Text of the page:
5 Careers for Environmental Engineering Grads

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Environmental engineer working outside on a laptop.

From the disposal of waste water to the collection of natural resources, the impact of humans on the environment is becoming increasingly apparent. As legislators and other civic leaders began to create rules and regulations to limit the impact of human life on the earth, one of the key players in addressing these challenges is the environmental engineer.

In the field of engineering professionals, environmental engineers use their specialized background in math and science to design and carry out solutions to everyday problems that maintain – or increase – productivity while simultaneously protecting the natural world. Environmental engineers are involved in challenges as diverse as water management and building design, providing a number of valuable career options when it comes to preserving the natural world.

“It’s not only about Earth Day and environmental consciousness,” Dan Wittliff, managing director of environmental services with GDS Associates, told U.S. News & World Report. “Those can be part of what an environmental engineer does, but in terms of what an environmental engineer does day in and day out, you’re really focused on what the regulations say, what you’re required to do to meet those regulations and how you’re going to do it, [while also bearing in mind] the cost and the timeline.”

As awareness of the human impact on the environment grows, there is increased demand for professionals who can help design and execute alternative methods in building, waste processing, water transport and other facets of engineering that will minimize unintended side effects. Consequently, the hiring market is currently friendly for those who wish to embark on a career as an environmental engineer. According to the U.S. Bureau of Labor Statistics, demand for these positions is expected to increase by 12 percent between 2014 and 2024, a faster than average rate across industries in the U.S. The department estimated that the growth of the subspecialty will add an additional 6,800 jobs to the workforce, which will need to be filled by qualified professionals with a passion for both engineering and the natural world.

And not only do these opportunities offer the benefit of meaningful work that allows professionals to make a tangible difference, they can also be financially rewarding. The BLS reported that the mean annual salary for an environmental engineer in 2015 was $84,560, as opposed to the annual mean wage of $48,320 across all industries in the U.S.

Whether you are currently working as an environmental engineer, or have trained in a different subset of engineering and are looking to make a change, a Master of Science in Environmental Engineering degree can help you take the next step in your career. An M.S. allows you to not only deepen you knowledge of topics such as engineering in the global environment and engineering management, but also signifies to potential employers that you are committed to pursuing excellence in the workplace.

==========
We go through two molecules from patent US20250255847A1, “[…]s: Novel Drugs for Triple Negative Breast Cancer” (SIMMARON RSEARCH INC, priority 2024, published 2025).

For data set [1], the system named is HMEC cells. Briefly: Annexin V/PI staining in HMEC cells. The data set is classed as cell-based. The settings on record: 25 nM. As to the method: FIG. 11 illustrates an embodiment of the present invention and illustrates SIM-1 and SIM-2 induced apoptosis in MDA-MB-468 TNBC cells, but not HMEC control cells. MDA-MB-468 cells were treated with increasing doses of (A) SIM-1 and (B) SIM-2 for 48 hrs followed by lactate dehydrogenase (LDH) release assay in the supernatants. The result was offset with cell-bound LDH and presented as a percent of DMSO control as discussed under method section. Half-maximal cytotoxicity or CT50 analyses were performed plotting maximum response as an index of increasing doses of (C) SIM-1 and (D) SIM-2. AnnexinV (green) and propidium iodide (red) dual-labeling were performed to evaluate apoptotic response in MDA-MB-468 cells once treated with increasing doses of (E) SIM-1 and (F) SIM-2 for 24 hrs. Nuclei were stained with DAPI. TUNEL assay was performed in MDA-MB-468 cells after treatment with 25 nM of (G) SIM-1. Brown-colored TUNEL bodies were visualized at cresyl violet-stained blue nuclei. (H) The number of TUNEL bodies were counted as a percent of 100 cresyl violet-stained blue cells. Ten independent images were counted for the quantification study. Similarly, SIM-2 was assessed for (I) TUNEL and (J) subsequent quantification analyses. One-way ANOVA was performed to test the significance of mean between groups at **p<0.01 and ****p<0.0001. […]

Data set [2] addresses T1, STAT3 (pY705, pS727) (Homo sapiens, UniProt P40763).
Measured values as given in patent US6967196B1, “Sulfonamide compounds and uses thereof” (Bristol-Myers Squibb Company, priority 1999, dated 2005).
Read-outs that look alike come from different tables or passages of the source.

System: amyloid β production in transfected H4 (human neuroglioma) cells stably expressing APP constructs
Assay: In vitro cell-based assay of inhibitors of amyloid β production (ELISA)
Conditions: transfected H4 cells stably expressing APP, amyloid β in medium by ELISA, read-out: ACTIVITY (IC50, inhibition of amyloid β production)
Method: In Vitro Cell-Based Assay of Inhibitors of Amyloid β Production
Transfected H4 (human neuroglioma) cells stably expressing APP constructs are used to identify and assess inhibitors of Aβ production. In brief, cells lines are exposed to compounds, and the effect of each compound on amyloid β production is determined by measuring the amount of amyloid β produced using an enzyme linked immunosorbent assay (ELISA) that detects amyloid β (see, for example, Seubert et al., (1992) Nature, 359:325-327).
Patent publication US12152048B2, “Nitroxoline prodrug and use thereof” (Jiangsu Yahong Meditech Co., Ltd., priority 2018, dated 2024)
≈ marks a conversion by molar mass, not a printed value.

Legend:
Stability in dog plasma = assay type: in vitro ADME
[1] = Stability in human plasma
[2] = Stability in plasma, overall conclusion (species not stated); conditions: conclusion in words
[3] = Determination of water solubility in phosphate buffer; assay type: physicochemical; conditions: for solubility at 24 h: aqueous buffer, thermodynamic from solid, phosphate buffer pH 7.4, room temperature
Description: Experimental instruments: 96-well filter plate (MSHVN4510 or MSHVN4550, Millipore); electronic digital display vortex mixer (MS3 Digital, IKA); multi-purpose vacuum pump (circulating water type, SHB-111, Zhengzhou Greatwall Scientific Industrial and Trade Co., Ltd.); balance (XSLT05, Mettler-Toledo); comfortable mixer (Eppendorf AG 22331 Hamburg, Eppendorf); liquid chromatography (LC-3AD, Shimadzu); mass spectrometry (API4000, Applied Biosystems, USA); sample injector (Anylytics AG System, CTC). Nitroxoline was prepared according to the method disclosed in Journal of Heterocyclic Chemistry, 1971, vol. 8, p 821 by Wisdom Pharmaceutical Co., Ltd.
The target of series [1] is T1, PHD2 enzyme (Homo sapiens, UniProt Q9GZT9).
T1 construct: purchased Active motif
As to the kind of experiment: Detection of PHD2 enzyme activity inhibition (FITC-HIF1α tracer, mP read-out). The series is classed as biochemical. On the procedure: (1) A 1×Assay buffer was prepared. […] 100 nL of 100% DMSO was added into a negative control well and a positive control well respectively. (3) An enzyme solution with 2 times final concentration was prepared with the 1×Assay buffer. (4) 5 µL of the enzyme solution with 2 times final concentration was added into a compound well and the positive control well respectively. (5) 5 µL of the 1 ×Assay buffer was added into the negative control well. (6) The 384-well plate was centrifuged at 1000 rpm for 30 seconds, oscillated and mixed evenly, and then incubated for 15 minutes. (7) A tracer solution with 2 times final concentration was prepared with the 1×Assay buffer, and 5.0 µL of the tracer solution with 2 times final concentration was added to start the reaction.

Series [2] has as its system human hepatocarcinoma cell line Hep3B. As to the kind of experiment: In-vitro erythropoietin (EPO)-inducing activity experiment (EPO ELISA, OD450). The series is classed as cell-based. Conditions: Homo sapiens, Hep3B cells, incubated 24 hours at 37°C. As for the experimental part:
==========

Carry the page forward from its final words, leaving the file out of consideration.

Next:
“A master’s strikes a good balance between having more education than a bachelor’s and not as much as Ph.D., but still having a more rounded-out profile,” Aditya Srinath, a project engineer at 3M who earned a master’s in 2014, told U.S. News & World Report.

While a master’s degree can help you advance in most any position in this field, there are some roles that can particularly benefit from the expertise and skill set developed when you complete a graduate program. The following are five specific careers that you can excel in after earning an M.S. in environmental engineering:

1. Water project manager

Water may be a natural resource, but it takes a lot of work to ensure that it is properly cleaned and delivered to residents living in communities around the world. While it is not unusual for engineers with a bachelor’s degree to work on water projects, a master’s degree can make all the difference when you look to land a management role. Not only does the higher degree increase your knowledge of the field, but it also sets you apart on job applications.

There are a number specific areas that you can pursue in water management that fall under this umbrella depending on your interests. Potential job titles include storm water manager, wastewater project manager and flood risk manager. A background in civil engineering is also helpful for these roles, as many deal closely with the design, construction and maintenance of the systems and buildings that allow cities to function properly.

To begin or advance your career in water management, consider enrolling in UC Riverside’s online Master of Science in Environmental Engineering Systems (Water) degree program. By choosing to pursue a higher degree in environmental engineering through UCR, you will complete a number of courses that speak directly to working in water management, such as biological treatment processes, advanced water treatment technologies and physical and chemical separation processes, in addition to more general courses. And through the online format, the whole program can be completed at the time and place of your convenience, allowing you to work in the field simultaneously if you choose.

According to the job and salary website SimplyHired, the average salary for a water project manager is $74,000.

2. Senior environmental engineer